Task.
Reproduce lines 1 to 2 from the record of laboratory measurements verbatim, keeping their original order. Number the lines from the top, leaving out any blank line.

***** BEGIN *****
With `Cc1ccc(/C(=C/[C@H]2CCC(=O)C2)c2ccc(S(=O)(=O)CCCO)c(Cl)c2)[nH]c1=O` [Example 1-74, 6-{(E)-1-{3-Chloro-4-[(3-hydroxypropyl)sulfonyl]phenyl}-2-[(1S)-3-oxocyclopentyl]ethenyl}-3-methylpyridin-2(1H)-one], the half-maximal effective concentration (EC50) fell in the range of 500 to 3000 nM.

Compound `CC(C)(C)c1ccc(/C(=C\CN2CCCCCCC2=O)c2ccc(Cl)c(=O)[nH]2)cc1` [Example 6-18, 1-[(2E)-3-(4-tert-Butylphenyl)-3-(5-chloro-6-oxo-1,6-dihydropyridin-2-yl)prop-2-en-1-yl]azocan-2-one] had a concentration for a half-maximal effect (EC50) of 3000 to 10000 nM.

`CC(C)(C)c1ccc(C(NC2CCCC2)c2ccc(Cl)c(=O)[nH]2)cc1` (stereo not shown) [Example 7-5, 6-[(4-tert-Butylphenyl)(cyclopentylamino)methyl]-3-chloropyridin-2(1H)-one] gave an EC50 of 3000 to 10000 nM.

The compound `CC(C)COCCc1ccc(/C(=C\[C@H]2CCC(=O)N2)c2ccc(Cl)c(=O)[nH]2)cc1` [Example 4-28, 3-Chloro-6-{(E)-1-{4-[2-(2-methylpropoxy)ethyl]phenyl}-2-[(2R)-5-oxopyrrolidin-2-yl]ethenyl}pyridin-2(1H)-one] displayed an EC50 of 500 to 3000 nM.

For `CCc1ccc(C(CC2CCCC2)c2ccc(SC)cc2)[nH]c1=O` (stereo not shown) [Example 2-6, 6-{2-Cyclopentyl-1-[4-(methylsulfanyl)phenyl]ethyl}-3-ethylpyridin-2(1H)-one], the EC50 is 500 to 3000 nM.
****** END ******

With `Cc1ccc(/C(=C/[C@H]2CCC(=O)C2)c2ccc(S(=O)(=O)CCCO)c(Cl)c2)[nH]c1=O` [Example 1-74, 6-{(E)-1-{3-Chloro-4-[(3-hydroxypropyl)sulfonyl]phenyl}-2-[(1S)-3-oxocyclopentyl]ethenyl}-3-methylpyridin-2(1H)-one], the half-maximal effective concentration (EC50) fell in the range of 500 to 3000 nM.

Compound `CC(C)(C)c1ccc(/C(=C\CN2CCCCCCC2=O)c2ccc(Cl)c(=O)[nH]2)cc1` [Example 6-18, 1-[(2E)-3-(4-tert-Butylphenyl)-3-(5-chloro-6-oxo-1,6-dihydropyridin-2-yl)prop-2-en-1-yl]azocan-2-one] had a concentration for a half-maximal effect (EC50) of 3000 to 10000 nM.